It's really cold again today so for the first time in a long time I'm not spending time in the garden.  My garden has been my sanctuary for a long time. When life was stressful, (and my life was very, very stressful at times!) being in the garden helped.  I found it meditative, relaxing, recalibrating.  After a few hours spent in the garden I always felt better.  But I never thought of it as being part of my art, part of my creative life, until reading this blog, by artist Vicky Stonebridge.  The article is well worth reading because Vicky writes passionately about her garden and what it means to her, and her words inspired me to think again about my own garden and what it truly means to me.

When I stopped painting several people asked me how I coped, how I as a self-proclaimed creative person, managed without being creative and I thought I knew the answer.  I still made things, with my children, or when working with other children both through work and voluntarily. At Rag Tag, I got a great deal of satisfaction from working with creative people and helping people discover their own creativity.  But thanks to Vicky's article I realised that all along I was being creative without really realising it.  Vicky says, "Growing things, or encouraging things to grow and rearranging them is a wonderful artwork, a meditation, a communication." and those are the words which had such an impact on me and made me look at my passion differently. I have been thinking about it, meditating on it, whilst I've been building an alpine bed, and reclaiming a large part of the garden that was left to grow wild when the children were small

This entry is the story of my garden.

The garden before - May 2000
When we moved into our house in 2000 it was a wreck.  It was cold and dirty and pretty horrible, but it was all that we could afford at the time.  My husband had just lost his job, it had all been pretty nasty and very upsetting and we had two small children who were also struggling with the experience and who needed somewhere to play.  So we moved in, camped out in a shabby house and the first thing that we did was work on the garden.


At that point it was a muddy slope full of broken glass and stones, without even any grass - not that we could lay grass as my husband is allergic to grass cuttings.  So we had to think again.  We hired a garden designer (Colin Johnstone of Skye) and sat down and discussed our needs and our very limited budget and then we built a garden.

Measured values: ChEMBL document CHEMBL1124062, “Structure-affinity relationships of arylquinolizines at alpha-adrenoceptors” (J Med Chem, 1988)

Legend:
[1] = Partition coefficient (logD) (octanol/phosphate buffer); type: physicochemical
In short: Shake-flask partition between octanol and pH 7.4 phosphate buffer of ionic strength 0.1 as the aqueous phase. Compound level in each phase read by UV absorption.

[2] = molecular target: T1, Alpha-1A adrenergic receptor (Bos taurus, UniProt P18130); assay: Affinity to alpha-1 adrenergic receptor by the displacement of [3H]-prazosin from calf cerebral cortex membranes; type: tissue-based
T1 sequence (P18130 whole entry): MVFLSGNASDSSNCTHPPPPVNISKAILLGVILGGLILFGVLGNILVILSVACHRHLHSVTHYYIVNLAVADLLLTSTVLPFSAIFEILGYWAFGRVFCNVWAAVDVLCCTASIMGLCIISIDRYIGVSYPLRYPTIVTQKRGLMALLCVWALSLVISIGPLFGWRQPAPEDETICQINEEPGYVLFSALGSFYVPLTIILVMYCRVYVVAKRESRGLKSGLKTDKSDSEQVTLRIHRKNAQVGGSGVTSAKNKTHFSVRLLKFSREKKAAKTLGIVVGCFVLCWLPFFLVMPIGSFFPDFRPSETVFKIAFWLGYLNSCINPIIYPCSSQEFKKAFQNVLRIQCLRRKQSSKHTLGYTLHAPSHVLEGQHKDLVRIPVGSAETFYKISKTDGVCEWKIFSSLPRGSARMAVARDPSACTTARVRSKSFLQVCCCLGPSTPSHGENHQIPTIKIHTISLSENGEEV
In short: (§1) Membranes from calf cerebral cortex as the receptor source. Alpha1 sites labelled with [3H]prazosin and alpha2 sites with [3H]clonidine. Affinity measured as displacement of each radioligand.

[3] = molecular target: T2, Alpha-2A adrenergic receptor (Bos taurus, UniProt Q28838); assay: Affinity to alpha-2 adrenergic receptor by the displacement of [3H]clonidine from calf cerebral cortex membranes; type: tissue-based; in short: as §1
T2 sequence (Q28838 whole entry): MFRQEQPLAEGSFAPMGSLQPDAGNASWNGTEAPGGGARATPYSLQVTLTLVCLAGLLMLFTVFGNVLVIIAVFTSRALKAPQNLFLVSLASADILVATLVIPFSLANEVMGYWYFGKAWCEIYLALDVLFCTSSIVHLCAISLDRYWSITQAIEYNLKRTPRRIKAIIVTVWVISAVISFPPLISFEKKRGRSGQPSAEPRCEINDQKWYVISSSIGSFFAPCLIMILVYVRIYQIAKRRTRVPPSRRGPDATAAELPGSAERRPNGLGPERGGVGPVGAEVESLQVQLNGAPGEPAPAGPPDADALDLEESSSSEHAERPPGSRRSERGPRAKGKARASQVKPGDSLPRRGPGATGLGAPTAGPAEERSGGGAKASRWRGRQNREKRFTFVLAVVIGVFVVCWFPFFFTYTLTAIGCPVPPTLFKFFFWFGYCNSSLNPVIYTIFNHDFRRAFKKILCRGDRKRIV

We needed somewhere safe, that the children could play in, filled with tough plants that could with-stand a bit of punishment.  We needed somewhere that we could sit in and escape the world.

Colin and his men did the landscaping and we bought a few plants and begged a few more and learned that our neighbours were kind and willing to share cuttings and advice and slowly but surely our garden became magical.  We learned it is very fertile, faces south and is hidden from the road.  It gets plenty of rain and just enough sun. It is a perfect place for a garden.


My children played in the garden when they were small.  My daughter pretended that she was Mary Lennox and learnt to skip, my son hunted dinosaurs and they both played pirates.  We sat in the sunshine and told stories.

and stories

 The garden was a place for adventure and it became very overgrown, in a very short time.  Untamed, a beautiful wilderness that the children and their friends and our animals explored.





Occasionally I would spend time reclaiming the paths and trying to tame at least some of the weeds, but, nevertheless, for much of the year it was a riot of colour.  As my children grew I got to spend more time in the garden and now that they are young adults I have more time than ever.  These last few months have been somewhat back-breaking as I dug over soil and got rid of deeply entrenched perennial weeds, but it has been a voyage of discovery too. 

I found toys that my children used to play with, each discovery brings back a memory.

and teddies
I repurposed their old fort, listened to the birds and watched the bees and butterflies (of which there an abundance right now).  I listen to the noises from the street and yet I'm removed from them in my own secret garden.

The fort is now a compost heap

 Every day there are surprises, things that I have forgotten become uncovered or something flowers when there weren't even buds the day before.  In the evenings I often leaf through my well-thumbed gardening books and take inspiration from the pictures and spend far too much time on Pinterest planning and being creative.  My garden brings me joy.

If a garden is like art then to me it's like a watercolour painting, because you can decide the effect you would like to achieve, put together all the components and imagine how it will look and then your creation surprises you.  But once a piece of art is completed the artist has no more input, however, a garden is ever changing ever evolving as these pictures show. I get just as excited when a much cherished plant flowers, or when the sun shines and I get to sit outside as I did yesterday for a couple of hours as I do when I finish a painting.  And if it goes wrong, if something doesn't work, then it doesn't matter because there is always next year.

I love painting, I love my studio, but an artist is always striving to make things better, nothing ever looks as good on paper, or canvas as it did in my head.  In the garden things often look far better, more beautiful than I ever dreamed they would

The viewing deck is at the top of the garden

The view from the deck

French Lavender in the sunshine

Sown by Nature

New alpine bed with cat guardian

The Japanese Maple

The Spirit House that my son bought me from Thailand for my last birthday

I love this statue of a mother and child

A wise guardian

My little 'helper'

The garden as it was today, July 2nd 2013